Sunday, February 10, 2008

The Death of Public Affairs

If you are from the ol' School, you can remember the now extinct creature called public affairs programming. Thanks to the Black Power era, radio and television stations used to have shows that catered to the black community serving as forums to discuss issues. Even the white owned stations used to give up at least 30 minutes every weekend to discuss so called "minority issues." Part of that was public service, part was marketing and part was just a way to see what black folks were talking about, just in case they were planning a riot, the power structure would have a heads up.

But that was then, this is now. FCC regulations that once required a certain amount of public programming began to fade, as well as rules against mega corporations owning multiple stations in a single market. Also, since the '70's, the black community began to become less angry and after the '92 LA rebellion, public outrage became almost nonexistant. So the demand for public affairs programming began to fade.

Fast forward to 2008, an election year which is, auguably , one of the most important times in a post Katrina, post Imus, post Jena 6, black America.

In North Carolina, the major "urban "radio stations are owned by Radio One out of DC/Maryland; WQOK and WFXC. WFXC similcasts on frequencies 104.3 and 107.1 FM which gives them the ability to reach almost every black person in darn near the entire state.
Yet, between the two stations, they only have two "public affairs" programs for one hour, "Talk Back" and "Connections," which alternate between Sundays on 104.3 and 107.1 Out of the two, only Talk Back actually takes call ins and talks about what is happenin' in tha 'hood.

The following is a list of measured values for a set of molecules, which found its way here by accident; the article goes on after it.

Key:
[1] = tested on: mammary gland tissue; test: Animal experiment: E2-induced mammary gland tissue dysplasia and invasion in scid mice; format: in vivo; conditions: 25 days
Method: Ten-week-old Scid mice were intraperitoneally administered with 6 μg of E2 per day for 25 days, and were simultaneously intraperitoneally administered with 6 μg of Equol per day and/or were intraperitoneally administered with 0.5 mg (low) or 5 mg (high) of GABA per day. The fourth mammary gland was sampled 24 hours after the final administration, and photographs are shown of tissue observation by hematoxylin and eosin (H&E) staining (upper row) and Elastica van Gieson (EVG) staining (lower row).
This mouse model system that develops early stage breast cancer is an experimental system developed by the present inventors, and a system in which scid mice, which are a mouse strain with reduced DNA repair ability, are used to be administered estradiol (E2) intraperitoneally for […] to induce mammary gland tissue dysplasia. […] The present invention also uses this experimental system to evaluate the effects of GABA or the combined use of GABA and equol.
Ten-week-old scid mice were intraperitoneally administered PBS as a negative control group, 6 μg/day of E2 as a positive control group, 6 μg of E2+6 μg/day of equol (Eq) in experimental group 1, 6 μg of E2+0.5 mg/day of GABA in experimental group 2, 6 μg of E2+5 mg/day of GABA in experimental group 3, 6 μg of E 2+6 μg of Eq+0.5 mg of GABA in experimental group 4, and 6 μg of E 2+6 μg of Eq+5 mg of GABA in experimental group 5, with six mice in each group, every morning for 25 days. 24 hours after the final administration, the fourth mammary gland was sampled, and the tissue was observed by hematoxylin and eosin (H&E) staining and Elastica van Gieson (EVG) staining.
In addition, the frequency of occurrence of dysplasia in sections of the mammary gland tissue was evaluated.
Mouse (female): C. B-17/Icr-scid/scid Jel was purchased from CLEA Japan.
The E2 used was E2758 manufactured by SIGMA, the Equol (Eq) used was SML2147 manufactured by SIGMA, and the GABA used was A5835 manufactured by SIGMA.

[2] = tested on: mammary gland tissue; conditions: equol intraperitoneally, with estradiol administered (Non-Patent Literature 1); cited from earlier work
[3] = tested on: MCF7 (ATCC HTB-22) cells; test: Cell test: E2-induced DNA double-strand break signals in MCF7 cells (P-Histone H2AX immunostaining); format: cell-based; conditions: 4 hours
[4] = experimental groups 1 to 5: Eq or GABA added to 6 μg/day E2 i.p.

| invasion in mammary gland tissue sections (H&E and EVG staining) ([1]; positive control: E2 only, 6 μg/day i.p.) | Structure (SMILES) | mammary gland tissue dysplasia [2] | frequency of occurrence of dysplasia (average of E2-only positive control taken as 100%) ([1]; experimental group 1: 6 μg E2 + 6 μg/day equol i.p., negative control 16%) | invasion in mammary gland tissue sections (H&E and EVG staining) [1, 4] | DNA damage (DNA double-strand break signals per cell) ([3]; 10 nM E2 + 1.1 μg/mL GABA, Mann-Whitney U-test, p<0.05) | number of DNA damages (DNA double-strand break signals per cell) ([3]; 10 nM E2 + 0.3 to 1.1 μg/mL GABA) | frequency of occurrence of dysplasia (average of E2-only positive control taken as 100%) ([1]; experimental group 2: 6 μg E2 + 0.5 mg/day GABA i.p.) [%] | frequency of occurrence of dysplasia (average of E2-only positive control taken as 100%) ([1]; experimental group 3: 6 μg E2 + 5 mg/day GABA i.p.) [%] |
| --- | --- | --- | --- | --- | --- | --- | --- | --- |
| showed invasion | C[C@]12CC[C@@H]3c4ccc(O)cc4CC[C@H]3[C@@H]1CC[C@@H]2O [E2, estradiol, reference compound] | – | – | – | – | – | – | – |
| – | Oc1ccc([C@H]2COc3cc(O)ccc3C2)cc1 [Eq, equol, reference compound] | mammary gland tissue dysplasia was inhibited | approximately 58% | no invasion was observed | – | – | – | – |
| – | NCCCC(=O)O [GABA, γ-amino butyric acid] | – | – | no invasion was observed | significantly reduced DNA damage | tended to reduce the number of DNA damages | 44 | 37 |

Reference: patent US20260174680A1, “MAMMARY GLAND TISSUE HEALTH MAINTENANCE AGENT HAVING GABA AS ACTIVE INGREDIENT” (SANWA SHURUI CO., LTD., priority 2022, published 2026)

"Connections" is a different story.

The program, which consists of one or two hosts, mostly , talking about what's good with the Democrats and what's bad with the Republicans, stopped taking call ins about a year ago. Now it is just an hour long monologue, every other Sunday.

Who wants to hear someone give their opinions on politics for a solid hour, no matter how valid or invalid they may be?

If I just want to hear someone's opinion, I'll just go down to the corner and rap to Mr. Willie, the wino.

In a way, to, I guess, appease the haters, the host did announce on the air, today, that they will have a book signing at a resturant in Raleigh where listeners can come and discuss the issues that they have been monologuing about.

Here's the kicker....

They "may" just tape your comments and play them back on a future show...

Big whoop...

So, let's get this straight. In order for me to take an active part in the so called public affairs program, I have to get in my car, drive 20 miles to the next city, go to a resturant and listen to Mister Monologue radio host hawk his book ?

Call it what you want...But that ain't public affairs. The reason that it is allowed to pose as "public affairs" is that we, as a community, have not raised the issue, especially when it gets close to FCC license renewal time.

We will never get better, until we demand better...

Until then as Jay Z said ,

I guess we can't "knock tha hustle."

Min. Paul Scott's blog is He can be reached at (919) 451-8283